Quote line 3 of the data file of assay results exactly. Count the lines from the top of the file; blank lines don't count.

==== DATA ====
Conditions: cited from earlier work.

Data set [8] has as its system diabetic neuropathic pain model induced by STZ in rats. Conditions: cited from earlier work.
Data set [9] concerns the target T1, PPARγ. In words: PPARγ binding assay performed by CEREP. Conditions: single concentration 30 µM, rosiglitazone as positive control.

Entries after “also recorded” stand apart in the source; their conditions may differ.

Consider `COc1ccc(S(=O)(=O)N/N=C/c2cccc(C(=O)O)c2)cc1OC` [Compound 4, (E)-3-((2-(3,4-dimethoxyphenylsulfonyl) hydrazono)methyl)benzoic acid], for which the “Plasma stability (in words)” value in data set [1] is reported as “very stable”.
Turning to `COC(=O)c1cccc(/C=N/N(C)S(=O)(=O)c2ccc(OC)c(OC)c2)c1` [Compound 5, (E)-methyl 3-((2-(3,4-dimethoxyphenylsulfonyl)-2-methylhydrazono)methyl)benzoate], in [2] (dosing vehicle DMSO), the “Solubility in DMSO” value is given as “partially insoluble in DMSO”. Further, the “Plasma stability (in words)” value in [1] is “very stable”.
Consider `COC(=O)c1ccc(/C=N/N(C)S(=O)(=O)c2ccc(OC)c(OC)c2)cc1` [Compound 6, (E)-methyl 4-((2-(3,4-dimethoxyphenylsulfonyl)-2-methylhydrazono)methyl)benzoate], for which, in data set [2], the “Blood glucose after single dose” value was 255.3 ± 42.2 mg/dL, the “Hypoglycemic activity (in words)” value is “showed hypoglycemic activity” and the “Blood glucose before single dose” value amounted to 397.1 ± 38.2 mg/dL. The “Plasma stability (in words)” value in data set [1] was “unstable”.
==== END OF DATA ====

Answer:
Data set [9] concerns the target T1, PPARγ. In words: PPARγ binding assay performed by CEREP. Conditions: single concentration 30 µM, rosiglitazone as positive control.